March 2014

The colours of Pécs: the Zsolnay Cultural Quarter

My favourite place in probably the whole city of Pécs is the Zsolnay Quarter. Indeed, it is one of the most colourful, cheerful and kindly relaxing place (with human beings around) in which I have ever been.

The Zsolnay Quarter used to be the “headquarter” of the factory (19th century) that produced some of the finest porcelains in the world, namely the Zsolnay ceramics, and that the City of Pécs decided to convert into the incredibly cool cultural area it is today. The high-class brochure I got from the info-point, decorated with the omnipresent logo of the shimmering cow, presents this area as “Zsolnay Cultural Quarter, the miracle of Pécs.” I’m not quite sure if it’s a miracle but surely this place seems to be coming out of a pop-up book about fairies!

Apparently, it is one of the biggest cultural complexes in Central and Eastern Europe. It has been restored quite recently, in 2010, most probably in occasion of the nomination of Pécs as European Capital of Culture, and now it hosts the Bobita puppet theatre, several art galleries, the planetarium, exhibition halls, cafés, restaurants, playgrounds and the Faculty of Music, Art and Design. All the buildings are extremely colourful, with the typical roofs in ceramic tiles, and they are immersed in lovely gardens, among flowers and super-decorated fountains.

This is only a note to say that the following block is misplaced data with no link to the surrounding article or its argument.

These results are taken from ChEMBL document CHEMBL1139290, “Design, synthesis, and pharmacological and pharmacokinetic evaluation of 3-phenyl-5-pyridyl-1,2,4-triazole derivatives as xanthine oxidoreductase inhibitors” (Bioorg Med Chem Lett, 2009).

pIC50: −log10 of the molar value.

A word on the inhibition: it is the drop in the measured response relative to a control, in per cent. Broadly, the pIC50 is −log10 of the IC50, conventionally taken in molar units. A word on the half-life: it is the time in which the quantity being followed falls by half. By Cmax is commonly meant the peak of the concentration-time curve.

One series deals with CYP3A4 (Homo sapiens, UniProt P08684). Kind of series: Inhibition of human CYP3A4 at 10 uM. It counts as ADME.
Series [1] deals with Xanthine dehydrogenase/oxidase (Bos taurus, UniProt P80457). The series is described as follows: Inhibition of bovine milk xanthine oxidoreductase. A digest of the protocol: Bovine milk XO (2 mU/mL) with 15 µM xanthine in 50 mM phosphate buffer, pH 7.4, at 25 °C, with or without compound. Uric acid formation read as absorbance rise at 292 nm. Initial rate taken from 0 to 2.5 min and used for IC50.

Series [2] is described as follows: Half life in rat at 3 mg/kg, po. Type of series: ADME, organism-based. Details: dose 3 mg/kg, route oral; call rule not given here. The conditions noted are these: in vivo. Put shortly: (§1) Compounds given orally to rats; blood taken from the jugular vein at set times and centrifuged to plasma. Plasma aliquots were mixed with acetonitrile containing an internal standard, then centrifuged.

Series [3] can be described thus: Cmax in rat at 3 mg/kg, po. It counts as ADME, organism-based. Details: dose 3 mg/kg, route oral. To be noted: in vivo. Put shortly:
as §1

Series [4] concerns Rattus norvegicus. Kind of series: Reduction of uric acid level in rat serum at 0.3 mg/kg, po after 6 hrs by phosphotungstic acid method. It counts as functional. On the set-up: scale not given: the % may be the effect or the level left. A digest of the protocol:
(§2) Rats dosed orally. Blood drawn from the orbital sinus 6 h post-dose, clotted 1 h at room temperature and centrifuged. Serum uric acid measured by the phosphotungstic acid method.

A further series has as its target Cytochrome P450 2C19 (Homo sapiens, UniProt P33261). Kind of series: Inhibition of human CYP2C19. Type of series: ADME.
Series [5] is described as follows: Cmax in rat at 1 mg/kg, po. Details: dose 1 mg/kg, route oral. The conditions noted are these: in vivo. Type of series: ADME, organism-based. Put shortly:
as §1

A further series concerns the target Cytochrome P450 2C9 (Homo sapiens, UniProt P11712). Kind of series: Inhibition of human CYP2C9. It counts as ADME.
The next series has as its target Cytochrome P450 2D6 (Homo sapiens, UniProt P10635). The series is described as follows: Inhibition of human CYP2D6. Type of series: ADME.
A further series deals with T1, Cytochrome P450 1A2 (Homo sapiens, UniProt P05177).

The best thing of this fairy tale-like place? It’s only a 10 min walk from the city centre!


Remembering the Revolution – Part 2

Some pictures from yesterday’s celebrations!

Above: Hungarian traditional dresses. On the right: monument to national poet and hero Sándor Petőfi

Hussars in Kossuth tér
Hussars in Kossuth tér

Remembering the Revolution

This morning I checked my mail box and found something very strange, or at least strange for me as an Italian. The City had me delivered a flyer as a reminder of the approaching national holiday, namely March 15 in memory of the war for independence against the Habsburg rule. It struck me as very unusual, since back in Italy we don’t get such reminders. Actually, we are barely taught social studies and many people don’t even know the meaning behind our own national holidays. I guess it perfectly explains one of the reasons why, generally speaking, Italian people are quite ignorant about the history of their country and are not so patriotic…